Biden campaign sees a campaign opening after Florida’s abortion ban goes into effect

Biden campaign sees a campaign opening after Florida’s abortion ban goes into effect

President Joe Biden’s campaign sees an opening to win over voters in Florida after the state’s supreme court allowed for its abortion ban to go into effect but also allowed for a proposed constitutional amendment to protect abortion rights could be on the ballot.

On Monday, the court overturned three decades of precedent to uphold a ban on abortion after 15 weeks of pregnancy, which would likely allow for a more restrictive law signed by Governor Ron DeSantis that bans abortion at six weeks to take effect.

At the same time, the court wrote that a proposed constitutional amendment that would protect Floridians’ right to an abortion until the point of “viability” for a foetus could be on the ballot.

Mr Biden criticised the decision in a statement from the White House on Tuesday morning.

“These extreme laws take away women’s freedom to make their own health care decisions and threaten physicians with jail time simply for providing the medical care that they were trained to provide,” he said.

Vice President Kamala Harris – who has made defending abortion rights a staple of her vice presidency – also decried the decision from the court, putting the blame squarely on Florida’s most famous resident, former president Donald Trump.

“Donald Trump created this health care crisis, and he has no plans to stop now,” she said. Mr Trump has regularly bragged about the fact that he nominated three of the six conservative justices on the US Supreme Court who delivered the Dobbs v Jackson decision that overturned Roe v Wade.

Mr Trump’s campaign gave an evasive response to CNN.

“President Trump supports preserving life but has also made clear that he supports states' rights because he supports the voters' right to make decisions for themselves,” spokesman Steven Cheung said.

But Democrats also see an opportunity to be competitive in Florida after the state moved to the right in the past decade.

The Biden campaign also hosted a campaign call with Fentrice Driskell, the Democratic leader in Florida’s state house; campaign manager Julie Chavez Rodriguez; Congresswoman Nikema Williams of Georgia; and North Carolina Governor Roy Cooper.

“This November, Florida will draw a line in the sand and say enough, we will reject these extremists,” Ms Driskell told reporters.

Mr Cooper, a Democrat who vetoed legislation that banned abortion at 12 weeks but was overridden by the state’s Republican legislature, said that Florida voters had a chance to make their voices heard.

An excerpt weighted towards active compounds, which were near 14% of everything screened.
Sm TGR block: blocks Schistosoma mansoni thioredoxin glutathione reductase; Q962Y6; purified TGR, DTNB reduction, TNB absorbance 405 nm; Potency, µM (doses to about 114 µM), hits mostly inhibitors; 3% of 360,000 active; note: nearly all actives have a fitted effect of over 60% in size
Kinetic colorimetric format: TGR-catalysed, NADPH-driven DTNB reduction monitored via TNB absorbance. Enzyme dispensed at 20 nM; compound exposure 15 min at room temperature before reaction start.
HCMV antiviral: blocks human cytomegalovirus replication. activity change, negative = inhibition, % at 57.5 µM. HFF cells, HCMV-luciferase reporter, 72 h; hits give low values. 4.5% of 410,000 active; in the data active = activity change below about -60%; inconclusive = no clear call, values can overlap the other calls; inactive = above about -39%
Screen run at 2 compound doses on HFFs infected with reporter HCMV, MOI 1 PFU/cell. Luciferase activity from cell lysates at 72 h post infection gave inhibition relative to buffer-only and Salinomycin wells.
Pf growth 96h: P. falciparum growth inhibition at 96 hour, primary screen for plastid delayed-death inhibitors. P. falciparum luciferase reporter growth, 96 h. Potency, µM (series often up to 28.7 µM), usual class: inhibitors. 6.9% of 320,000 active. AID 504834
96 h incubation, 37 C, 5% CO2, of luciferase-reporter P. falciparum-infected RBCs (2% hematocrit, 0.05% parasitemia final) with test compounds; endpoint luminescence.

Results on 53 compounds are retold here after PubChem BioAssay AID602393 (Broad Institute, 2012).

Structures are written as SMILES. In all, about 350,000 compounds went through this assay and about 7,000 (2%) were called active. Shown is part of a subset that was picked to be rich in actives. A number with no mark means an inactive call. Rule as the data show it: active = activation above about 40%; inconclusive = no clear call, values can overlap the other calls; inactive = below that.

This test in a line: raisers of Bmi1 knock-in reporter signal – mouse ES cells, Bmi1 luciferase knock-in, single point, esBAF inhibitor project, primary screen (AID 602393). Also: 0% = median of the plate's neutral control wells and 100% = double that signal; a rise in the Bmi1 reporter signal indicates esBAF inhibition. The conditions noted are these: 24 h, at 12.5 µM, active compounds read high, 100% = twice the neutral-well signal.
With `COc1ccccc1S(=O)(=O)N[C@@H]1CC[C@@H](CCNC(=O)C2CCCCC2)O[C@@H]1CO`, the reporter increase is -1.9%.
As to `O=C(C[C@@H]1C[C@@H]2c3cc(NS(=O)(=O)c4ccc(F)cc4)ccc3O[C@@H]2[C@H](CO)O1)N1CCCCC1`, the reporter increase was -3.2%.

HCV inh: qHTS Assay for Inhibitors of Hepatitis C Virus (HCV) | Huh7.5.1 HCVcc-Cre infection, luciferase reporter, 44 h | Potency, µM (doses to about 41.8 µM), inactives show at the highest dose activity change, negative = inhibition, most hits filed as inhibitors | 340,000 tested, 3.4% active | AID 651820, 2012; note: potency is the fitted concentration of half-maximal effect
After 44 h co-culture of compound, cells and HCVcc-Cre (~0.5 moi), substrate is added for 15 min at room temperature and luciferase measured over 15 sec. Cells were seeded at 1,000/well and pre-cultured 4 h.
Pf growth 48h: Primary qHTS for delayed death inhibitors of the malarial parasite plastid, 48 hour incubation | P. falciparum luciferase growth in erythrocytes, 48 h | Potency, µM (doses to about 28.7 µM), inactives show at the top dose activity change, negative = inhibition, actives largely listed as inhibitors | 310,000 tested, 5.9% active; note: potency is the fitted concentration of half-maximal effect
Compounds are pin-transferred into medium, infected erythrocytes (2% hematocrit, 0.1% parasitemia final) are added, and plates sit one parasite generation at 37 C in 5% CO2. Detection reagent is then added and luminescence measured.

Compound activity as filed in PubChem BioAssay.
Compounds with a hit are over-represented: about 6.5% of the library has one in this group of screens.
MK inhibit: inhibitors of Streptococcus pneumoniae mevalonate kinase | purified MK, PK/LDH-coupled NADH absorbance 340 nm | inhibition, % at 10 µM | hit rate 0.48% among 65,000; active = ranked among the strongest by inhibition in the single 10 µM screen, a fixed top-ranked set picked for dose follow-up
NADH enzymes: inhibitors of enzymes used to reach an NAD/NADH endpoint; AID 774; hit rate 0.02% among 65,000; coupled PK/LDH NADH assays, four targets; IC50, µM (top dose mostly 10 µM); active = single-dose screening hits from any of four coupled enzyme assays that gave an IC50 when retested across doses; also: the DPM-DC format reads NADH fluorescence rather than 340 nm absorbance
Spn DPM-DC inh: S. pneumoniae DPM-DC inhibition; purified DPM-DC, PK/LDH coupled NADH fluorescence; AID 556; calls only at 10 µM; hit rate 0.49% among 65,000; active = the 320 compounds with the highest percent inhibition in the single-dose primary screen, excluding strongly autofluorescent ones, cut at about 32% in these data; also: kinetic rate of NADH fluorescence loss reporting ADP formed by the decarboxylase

“It will be on the ballot in Florida literally, with this constitutional amendment but also with Joe Biden on the back ballot and the important US Senate race there,” Mr Cooper told reporters.

Democrats have not won Florida in a presidential election since Barack Obama won the state in his 2012 re-election. Mr Trump won the state twice, improving on his margin in 2020 thanks to improved performance with Hispanic voters.

Since then, Republicans have won all statewide elected offices. In 2018, Mr DeSantis won his first gubernatorial election and the state’s then-governor Rick Scott beat the state’s incumbent senator Bill Nelson. In 2022, Mr DeSantis overwhelmingly won re-election

Mr Scott now faces his first re-election likely against former Democratic congresswoman Debbie Mucarsel-Powell. Biden campaign surrogates noted how Democrats in Florida flipped the mayorship in Jacksonville and flipped a legislative seat by focusing on abortion rights.

But Ms Chavez Rodriguez told reporters in response to a question that Florida would still be difficult to win.

“We're clear eyed about, you know, how hard it will be to win Florida but we also know that Trump does not have it in the bag,” she said. Ms Chavez Rodriguez added that the campaign just announced a state leadership team in Florida. “We have a strong agenda to run on and the rollbacks of freedoms from book bands to bans on abortion that we've seen in the state, Floridians aren't standing for”

Ms Driskell told reporters that in 2012, voters beat back an abortion referendum that would prohibit using state money for abortions.

“It's tough to ignore the electoral implications,” she said. “The last time that Democratic presidential candidate won Florida was when there was an anti abortion measure on the ballot. So this is something that Floridians pay attention to.”